OSFI to take new measures to address equity-based mortgages loans
OSFI to take new measures to address equity-based mortgage loans
OSFI says some mortgage approvals still depend too much on the amount of equity in a home, and not enough on whether loans can actually be paid back
Geoff Zochodne October 9, 2018
A federal regulator says it will have to take further action to address mortgage approvals by Canadian banks that still depend too much on the amount of equity in a home, and not enough on whether loans can actually be paid back.
The Office of the Superintendent of Financial Institutions telegraphed the move in an update released Monday on the effectiveness of new underwriting rules it announced last year. Those rules included a new “stress test” for uninsured mortgages, where a borrower makes a down payment of 20 per cent or more.
According to OSFI’s October newsletter, the tweaks were needed after the regulator identified possible trouble spots caused by high levels of household debt and “imbalances” in some real estate markets that could have added more risk for banks.
There have been improvements in the quality of new mortgage loans since the revised B-20 guidelines came into effect this past January, OSFI says, “including higher average credit scores and lower average loan-to-value at mortgage origination.”
But even though OSFI said the new rules “are having the desired effect of helping to keep Canada’s financial system strong and resilient,” the regulator claims more work is needed.
“Although reduced, there continues to be evidence of mortgage approvals that over rely on the equity in the property (at the expense of assessing the borrower’s ability to repay the loan),” the newsletter said. “OSFI will be taking steps to ensure this sort of equity lending ceases.”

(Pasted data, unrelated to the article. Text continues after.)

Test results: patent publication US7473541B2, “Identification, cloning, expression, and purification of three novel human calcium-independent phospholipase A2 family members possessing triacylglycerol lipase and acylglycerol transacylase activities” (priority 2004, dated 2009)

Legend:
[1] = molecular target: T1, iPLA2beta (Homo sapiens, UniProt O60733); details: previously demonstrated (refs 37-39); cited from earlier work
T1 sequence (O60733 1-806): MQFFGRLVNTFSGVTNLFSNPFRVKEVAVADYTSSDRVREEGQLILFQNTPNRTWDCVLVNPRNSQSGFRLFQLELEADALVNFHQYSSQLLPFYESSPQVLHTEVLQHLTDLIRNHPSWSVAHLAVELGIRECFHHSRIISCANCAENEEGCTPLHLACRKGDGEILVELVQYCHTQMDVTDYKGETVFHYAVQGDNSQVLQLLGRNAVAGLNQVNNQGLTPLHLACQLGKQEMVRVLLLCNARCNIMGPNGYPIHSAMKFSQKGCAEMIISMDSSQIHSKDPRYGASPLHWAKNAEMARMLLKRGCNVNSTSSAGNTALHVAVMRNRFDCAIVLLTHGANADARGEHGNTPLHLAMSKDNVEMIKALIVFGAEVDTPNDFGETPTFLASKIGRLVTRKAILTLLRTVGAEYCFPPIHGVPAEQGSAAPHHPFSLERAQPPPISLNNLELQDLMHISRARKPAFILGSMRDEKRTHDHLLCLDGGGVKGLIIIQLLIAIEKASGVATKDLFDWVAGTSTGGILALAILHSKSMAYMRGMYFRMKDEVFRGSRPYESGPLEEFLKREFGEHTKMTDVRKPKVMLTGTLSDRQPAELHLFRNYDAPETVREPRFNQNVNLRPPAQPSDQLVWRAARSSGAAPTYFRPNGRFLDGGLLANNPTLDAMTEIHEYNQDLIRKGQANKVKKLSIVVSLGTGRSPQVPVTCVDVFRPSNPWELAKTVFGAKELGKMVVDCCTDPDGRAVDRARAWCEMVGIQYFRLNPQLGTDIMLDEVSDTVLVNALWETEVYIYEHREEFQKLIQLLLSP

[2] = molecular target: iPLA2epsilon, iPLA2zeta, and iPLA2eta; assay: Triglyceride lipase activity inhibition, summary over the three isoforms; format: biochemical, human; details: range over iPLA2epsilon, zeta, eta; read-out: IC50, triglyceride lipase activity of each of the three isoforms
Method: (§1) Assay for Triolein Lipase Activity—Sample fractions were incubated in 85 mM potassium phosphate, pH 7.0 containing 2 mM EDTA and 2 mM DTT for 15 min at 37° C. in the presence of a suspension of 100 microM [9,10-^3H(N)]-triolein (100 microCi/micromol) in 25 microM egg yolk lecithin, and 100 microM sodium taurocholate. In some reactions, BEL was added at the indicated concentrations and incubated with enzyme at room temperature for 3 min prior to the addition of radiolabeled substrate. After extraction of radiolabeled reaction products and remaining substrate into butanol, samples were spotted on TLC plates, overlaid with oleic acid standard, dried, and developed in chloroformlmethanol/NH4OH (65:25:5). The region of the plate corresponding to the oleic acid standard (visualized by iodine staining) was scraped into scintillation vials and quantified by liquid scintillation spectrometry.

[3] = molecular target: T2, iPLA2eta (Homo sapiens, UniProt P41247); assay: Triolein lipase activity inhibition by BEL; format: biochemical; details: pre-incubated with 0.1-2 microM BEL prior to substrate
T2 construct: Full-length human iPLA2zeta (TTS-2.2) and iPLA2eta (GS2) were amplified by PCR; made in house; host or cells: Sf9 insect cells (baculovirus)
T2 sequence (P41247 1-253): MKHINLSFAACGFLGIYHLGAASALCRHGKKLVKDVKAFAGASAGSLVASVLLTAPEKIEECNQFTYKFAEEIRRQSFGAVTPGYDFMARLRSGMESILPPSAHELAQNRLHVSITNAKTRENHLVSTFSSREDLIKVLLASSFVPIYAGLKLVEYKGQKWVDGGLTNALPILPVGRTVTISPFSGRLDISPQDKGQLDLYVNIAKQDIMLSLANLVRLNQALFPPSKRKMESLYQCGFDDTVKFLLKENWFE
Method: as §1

OSFI spokeswoman Annik Faucher told the Financial Post in an email that the regulator was referring to uninsured mortgages that were granted based only on the equity of the property — the difference between a property’s value and the amount remaining on a borrower’s mortgage for the property — as well as loans where the lender did not necessarily apply the other “prudent underwriting principles” laid out in the B-20 guideline, such as those aimed at proper documentation of income.
“Sound underwriting helps protect lenders and borrowers and supports financial system resilience,” Faucher said. “Having a larger amount of equity in a property does not mean sound underwriting practices and borrower due diligence do not apply.”
She added that OSFI “has a number of tools in its supervisory toolkit, and when we identify potential issues, we intervene and require financial institutions to implement remedial measures that are commensurate to the risk profile of the institution.”
OSFI said in its October newsletter that there are signs “that fewer mortgages are being approved for highly indebted or over-leveraged individuals.” According to the regulator, the amount of uninsured mortgage originations with loan amounts greater than 4.5 times the borrower’s income has dropped from 20 per cent from April to July of 2017 to 14 per cent for the same period of 2018.
In general, the Canadian housing market has cooled following intervention by regulators and various governments. But OSFI also said it realizes that its tighter underwriting rules might cause some would-be homeowners to use less-than-truthful means to obtain mortgages.
“OSFI recognizes that tightened underwriting standards may increase the incentive for some borrowers to misrepresent their income, while it has also become easier to create authentic-looking false documents,” the newsletter said. “Given that the revised B-20 calls for more consistent application of income verification processes, financial institutions need to be even more vigilant in their efforts to detect and prevent income misrepresentation. This is particularly important for financial institutions that depend on third-party distribution channels.”